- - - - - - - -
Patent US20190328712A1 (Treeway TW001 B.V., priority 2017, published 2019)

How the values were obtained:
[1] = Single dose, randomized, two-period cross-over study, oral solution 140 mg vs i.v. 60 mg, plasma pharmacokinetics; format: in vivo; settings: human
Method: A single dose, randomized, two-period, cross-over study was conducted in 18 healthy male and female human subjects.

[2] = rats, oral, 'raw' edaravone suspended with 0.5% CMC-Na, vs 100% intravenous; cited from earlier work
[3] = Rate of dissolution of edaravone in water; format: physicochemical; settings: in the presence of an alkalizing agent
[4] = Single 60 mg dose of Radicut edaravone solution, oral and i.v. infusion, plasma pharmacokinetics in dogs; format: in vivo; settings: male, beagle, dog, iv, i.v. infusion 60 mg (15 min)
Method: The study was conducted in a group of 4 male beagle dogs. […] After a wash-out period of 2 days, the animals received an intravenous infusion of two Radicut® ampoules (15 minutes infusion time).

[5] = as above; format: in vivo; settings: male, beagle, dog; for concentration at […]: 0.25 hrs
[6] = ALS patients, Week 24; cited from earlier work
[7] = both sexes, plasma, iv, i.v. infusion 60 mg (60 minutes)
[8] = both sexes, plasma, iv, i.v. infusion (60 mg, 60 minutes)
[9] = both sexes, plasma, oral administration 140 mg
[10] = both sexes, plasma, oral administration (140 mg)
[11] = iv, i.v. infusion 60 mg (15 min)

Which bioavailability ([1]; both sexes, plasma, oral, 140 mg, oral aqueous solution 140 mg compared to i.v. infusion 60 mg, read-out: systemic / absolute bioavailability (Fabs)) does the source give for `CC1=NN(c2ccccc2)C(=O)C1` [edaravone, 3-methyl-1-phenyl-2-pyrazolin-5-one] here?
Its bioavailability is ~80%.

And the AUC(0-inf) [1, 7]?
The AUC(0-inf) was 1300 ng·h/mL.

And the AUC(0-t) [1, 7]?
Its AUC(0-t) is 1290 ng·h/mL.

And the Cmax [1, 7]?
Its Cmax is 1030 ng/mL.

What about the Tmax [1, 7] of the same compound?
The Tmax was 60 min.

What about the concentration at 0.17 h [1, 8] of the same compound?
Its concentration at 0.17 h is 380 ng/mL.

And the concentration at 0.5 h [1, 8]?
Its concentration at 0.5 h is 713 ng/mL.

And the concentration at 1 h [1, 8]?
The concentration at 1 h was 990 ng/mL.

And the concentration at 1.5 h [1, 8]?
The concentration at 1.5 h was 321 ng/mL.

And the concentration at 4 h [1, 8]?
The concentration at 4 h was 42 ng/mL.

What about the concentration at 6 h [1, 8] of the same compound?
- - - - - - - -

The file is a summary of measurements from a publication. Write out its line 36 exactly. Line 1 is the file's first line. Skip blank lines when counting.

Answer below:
What about the concentration at 6 h [1, 8] of the same compound?